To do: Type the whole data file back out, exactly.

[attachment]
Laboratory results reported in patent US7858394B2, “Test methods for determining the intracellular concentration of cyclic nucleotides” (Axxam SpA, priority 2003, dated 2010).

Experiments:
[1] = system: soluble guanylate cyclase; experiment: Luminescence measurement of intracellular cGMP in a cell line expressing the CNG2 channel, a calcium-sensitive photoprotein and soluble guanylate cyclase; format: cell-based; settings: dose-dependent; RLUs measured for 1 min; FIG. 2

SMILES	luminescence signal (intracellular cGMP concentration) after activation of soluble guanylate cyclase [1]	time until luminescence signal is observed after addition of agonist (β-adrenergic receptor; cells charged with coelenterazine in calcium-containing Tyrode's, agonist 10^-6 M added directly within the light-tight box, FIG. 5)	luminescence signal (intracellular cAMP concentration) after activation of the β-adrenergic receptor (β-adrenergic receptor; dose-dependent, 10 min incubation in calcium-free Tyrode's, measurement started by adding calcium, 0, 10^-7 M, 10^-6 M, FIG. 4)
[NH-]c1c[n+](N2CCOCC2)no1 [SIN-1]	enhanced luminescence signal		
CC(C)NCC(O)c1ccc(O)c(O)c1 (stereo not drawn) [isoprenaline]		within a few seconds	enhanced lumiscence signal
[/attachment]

Laboratory results reported in patent US7858394B2, “Test methods for determining the intracellular concentration of cyclic nucleotides” (Axxam SpA, priority 2003, dated 2010).

Experiments:
[1] = system: soluble guanylate cyclase; experiment: Luminescence measurement of intracellular cGMP in a cell line expressing the CNG2 channel, a calcium-sensitive photoprotein and soluble guanylate cyclase; format: cell-based; settings: dose-dependent; RLUs measured for 1 min; FIG. 2

SMILES	luminescence signal (intracellular cGMP concentration) after activation of soluble guanylate cyclase [1]	time until luminescence signal is observed after addition of agonist (β-adrenergic receptor; cells charged with coelenterazine in calcium-containing Tyrode's, agonist 10^-6 M added directly within the light-tight box, FIG. 5)	luminescence signal (intracellular cAMP concentration) after activation of the β-adrenergic receptor (β-adrenergic receptor; dose-dependent, 10 min incubation in calcium-free Tyrode's, measurement started by adding calcium, 0, 10^-7 M, 10^-6 M, FIG. 4)
[NH-]c1c[n+](N2CCOCC2)no1 [SIN-1]	enhanced luminescence signal		
CC(C)NCC(O)c1ccc(O)c(O)c1 (stereo not drawn) [isoprenaline]		within a few seconds	enhanced lumiscence signal